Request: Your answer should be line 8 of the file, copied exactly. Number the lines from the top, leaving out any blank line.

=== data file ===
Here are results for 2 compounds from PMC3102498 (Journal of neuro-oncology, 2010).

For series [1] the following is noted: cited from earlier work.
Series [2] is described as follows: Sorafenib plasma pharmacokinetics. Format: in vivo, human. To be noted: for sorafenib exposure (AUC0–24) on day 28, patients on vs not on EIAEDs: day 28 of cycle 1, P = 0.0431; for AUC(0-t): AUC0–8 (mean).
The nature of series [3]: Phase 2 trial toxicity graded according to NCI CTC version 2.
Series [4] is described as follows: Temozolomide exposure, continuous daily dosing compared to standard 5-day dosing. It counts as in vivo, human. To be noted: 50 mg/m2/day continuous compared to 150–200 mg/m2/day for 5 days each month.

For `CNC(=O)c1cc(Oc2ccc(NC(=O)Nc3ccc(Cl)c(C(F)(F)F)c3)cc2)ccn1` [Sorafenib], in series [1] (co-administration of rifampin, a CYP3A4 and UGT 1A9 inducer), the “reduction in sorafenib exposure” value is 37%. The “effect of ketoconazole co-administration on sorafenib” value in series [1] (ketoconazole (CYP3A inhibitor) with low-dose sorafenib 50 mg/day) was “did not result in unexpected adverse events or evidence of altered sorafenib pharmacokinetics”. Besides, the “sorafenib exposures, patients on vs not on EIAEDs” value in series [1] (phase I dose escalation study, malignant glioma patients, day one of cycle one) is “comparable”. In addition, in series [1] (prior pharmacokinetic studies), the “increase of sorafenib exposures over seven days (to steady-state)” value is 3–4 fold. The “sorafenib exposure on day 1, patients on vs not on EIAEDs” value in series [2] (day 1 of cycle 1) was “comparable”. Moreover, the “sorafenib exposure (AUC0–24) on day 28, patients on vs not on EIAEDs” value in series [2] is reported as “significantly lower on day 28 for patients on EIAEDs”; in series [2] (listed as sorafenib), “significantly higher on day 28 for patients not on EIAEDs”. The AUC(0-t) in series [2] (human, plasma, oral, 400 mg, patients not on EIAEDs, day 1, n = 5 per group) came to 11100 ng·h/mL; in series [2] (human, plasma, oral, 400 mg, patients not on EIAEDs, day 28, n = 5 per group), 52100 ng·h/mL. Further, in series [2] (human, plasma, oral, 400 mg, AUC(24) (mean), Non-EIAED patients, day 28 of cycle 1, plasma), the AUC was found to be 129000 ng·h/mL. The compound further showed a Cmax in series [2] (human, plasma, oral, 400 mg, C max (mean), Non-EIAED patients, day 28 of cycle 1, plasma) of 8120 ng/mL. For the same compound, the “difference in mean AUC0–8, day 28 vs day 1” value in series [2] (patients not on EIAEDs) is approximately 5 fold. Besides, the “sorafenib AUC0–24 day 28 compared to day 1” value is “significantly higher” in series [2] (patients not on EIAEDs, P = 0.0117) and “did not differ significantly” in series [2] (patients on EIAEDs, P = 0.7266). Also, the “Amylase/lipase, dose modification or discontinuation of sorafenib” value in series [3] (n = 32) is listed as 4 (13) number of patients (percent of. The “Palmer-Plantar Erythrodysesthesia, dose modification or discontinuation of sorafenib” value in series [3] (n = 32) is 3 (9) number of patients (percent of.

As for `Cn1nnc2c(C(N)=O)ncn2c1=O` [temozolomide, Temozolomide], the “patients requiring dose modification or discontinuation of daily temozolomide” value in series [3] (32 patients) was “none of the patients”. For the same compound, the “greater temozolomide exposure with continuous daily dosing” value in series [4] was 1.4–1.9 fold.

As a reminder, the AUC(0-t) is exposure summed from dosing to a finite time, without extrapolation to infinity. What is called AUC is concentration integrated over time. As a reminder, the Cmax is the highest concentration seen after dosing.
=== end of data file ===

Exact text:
As a reminder, the AUC(0-t) is exposure summed from dosing to a finite time, without extrapolation to infinity. What is called AUC is concentration integrated over time. As a reminder, the Cmax is the highest concentration seen after dosing.